Saturday, February 25, 2017

1967 Confederation Train - Documents and Steam Generators

This post continues to examine Confederation Train sheets and logs purchased years ago at a railway show. The Confederation Train was a modern museum on wheels which travelled across Canada during Canada's Centennial of Confederation, 1967. 

A third and final post will include the most interesting materials from this series.

The first pages reproduced below come from an annual handbook put out by the Government. The publication was produced for at least four decades and was written for a general audience. It covered all aspects of Canada: its citizens, industry, natural features, culture, etc. 

... The editions issued in certain years provided greater emphasis on different subjects and prominent projects, for example: 1940s, Trans-Canada Air Lines (originally part of the CNR); late 1950s, nuclear technology development, and Canada's sharing of this knowledge with other countries for nuclear medicine and power generation.

The 1967 edition of the handbook was at least double the usual thickness as Canadian history and progress over a century were being described. 

In 1967, over half of all Canadians were under 25 years of age. Many Canadian adults had been shaken up by World War Two and many people were still alive who had experienced the Great War. In the late 1950s arrived a new menace - the threat of nuclear war wiping out all of civilization's progress on the planet.

However, for one reason or another, in 1967, most Canadians realized they were very fortunate indeed. As you will infer, a great deal of hope was invested in the potential of the youth of Canada. 

From the Federal Government's perspective, the pages below describe how we will celebrate in 1967. You'll notice that the Confederation Train (and the truck caravans) represented a large proportion of the national program of celebration.

from: Canada Handbook 1967; Dominion Bureau of Statistics.

from: Canada Handbook 1967; Dominion Bureau of Statistics.

from: Canada Handbook 1967; Dominion Bureau of Statistics.

from: Canada Handbook 1967; Dominion Bureau of Statistics.

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Here is another tranche of the Confederation Train motive power documents.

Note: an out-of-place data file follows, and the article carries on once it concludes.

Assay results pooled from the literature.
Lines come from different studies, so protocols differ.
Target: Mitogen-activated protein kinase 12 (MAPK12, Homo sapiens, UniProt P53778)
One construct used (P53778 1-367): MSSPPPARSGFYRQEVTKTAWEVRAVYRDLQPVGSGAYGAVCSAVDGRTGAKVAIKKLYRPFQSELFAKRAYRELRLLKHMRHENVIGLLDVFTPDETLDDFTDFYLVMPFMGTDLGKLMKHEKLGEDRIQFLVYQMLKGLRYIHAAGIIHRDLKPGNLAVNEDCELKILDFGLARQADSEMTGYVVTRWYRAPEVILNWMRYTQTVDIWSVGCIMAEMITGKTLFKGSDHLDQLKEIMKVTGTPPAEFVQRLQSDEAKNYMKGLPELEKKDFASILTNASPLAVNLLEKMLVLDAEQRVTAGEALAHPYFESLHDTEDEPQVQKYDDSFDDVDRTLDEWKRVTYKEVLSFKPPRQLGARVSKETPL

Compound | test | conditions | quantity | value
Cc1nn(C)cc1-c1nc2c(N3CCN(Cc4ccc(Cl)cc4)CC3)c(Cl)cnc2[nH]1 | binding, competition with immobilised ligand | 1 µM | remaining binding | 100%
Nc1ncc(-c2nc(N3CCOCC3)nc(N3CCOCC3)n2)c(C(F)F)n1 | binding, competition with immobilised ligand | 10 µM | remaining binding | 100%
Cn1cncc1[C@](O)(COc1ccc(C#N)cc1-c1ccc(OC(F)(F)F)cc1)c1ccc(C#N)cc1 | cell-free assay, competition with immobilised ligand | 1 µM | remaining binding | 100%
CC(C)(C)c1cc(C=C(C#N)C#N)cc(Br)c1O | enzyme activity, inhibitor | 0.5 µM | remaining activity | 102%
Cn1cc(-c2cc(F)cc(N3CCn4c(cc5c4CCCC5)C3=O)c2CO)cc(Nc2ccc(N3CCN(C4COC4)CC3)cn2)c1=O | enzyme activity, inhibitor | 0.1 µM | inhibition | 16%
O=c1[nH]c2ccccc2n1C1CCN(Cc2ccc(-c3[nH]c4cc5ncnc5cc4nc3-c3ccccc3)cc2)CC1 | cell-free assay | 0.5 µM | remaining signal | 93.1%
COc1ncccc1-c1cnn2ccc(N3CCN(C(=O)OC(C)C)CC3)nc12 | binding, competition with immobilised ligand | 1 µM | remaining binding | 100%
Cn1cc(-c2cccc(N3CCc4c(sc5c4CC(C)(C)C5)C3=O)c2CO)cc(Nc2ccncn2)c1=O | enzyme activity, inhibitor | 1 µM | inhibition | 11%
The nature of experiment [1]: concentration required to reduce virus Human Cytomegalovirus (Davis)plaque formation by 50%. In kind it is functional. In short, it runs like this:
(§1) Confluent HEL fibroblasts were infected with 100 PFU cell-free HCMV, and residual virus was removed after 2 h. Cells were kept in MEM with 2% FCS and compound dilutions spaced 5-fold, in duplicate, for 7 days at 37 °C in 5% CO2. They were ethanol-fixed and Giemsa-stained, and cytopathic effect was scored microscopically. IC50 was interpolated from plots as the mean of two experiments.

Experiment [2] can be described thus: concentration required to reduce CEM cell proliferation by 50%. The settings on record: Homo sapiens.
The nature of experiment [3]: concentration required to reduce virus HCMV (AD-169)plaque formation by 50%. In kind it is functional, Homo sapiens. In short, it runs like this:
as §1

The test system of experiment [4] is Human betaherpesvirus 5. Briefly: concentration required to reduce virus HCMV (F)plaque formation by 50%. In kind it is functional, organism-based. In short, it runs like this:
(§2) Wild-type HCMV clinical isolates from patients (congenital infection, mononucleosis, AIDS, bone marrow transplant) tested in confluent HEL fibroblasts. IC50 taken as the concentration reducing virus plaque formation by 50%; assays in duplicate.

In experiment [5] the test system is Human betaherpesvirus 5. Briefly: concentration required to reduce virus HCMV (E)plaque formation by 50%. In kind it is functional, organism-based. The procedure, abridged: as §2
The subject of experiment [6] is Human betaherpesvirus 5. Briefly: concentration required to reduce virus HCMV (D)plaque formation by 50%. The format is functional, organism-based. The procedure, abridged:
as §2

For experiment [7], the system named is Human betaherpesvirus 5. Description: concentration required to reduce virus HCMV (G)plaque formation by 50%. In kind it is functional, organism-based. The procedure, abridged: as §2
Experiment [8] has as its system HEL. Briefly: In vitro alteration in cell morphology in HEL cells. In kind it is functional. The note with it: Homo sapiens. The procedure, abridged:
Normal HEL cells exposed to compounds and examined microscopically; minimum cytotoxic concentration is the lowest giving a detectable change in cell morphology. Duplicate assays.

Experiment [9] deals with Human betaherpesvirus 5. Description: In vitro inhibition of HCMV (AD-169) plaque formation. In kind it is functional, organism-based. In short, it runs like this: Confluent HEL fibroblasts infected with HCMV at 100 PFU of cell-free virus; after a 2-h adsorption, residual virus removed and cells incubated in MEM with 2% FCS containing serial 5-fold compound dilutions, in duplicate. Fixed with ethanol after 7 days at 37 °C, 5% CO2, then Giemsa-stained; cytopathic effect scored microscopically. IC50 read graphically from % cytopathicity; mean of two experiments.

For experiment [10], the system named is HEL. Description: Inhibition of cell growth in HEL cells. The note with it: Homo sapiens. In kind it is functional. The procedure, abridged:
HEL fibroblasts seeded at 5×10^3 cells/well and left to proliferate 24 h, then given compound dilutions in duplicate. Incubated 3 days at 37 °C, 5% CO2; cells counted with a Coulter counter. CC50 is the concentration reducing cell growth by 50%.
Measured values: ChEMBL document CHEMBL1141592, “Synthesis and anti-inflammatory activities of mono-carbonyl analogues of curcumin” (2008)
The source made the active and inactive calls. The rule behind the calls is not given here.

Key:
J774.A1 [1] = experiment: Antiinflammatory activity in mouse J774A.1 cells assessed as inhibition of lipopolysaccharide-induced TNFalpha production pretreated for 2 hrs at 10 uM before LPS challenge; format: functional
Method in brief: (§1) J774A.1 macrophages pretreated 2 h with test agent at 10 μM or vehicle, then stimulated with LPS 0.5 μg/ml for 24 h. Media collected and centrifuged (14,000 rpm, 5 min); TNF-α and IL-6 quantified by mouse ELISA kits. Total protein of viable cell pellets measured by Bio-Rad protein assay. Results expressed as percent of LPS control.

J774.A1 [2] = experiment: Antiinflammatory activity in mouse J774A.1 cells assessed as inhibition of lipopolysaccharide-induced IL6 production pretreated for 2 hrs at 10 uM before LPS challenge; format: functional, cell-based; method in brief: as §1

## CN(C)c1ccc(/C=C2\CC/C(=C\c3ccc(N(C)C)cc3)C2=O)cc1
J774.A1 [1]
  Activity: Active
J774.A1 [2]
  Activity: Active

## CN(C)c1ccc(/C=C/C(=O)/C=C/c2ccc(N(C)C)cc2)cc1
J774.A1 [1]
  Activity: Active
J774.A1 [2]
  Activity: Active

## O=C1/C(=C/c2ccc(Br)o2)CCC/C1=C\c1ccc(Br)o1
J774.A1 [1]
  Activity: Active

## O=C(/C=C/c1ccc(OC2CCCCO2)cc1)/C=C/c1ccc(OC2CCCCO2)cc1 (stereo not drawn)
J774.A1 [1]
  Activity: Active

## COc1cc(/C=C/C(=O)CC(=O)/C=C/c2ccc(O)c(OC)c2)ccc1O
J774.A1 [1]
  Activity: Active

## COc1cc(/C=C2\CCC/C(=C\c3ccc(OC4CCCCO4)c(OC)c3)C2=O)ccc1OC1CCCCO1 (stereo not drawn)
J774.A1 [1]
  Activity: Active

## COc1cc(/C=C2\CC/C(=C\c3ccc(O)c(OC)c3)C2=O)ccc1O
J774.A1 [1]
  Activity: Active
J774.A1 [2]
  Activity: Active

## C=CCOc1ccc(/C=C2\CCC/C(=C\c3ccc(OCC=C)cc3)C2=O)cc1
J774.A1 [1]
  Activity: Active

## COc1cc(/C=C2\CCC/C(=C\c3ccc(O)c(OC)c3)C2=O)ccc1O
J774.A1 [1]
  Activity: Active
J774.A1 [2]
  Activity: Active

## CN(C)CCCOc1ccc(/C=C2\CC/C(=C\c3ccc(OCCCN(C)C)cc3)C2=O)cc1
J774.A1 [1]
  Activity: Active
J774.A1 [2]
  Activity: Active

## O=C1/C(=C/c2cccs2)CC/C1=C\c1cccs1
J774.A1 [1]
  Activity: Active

Below, my practice of moving from less interesting to more interesting items continues.

The CNR steam generator car and locomotive (6509 renumbered 1967) orientation details follow next.
Last is the CPR leader - 1411 renumbered 1867.

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Steam Generators

In many cases, looking for 'history' on the internet is an exercise in nostalgia. Internauts seek out information and artifacts which remind them of experiences, now lost in the past, which they remember with fondness. For those people, it is the papers reproduced here which may be of greatest interest. 

People like Rolly Martin (whom I met exactly 40 years ago, as I write this) could explain and discuss these technologies, and their experiences with them, for hours. 

For example, in the last years of the operation of The Canadian along Lake Superior, during cold weather, VIA would supply train riders whose job it was to 'keep steam up' in circa 1955 diesel-electric locomotives so train heat could be maintained and the passengers kept comfortable. 

One night, Rolly and his mate got a call from their conductor requesting more heat. As I have written before, Rolly left the 6400-class engine, went back to the 30-year-old trailing unit ... and the VIA train rider witnessed a former CPR steam locomotive fireman getting a steam generator plenty hot ... there were no more requests made for more heat for the balance of the trip. Every time Rolly told me that story over the years, I sensed that he had derived a lot of satisfaction from that single event.

For everybody else ...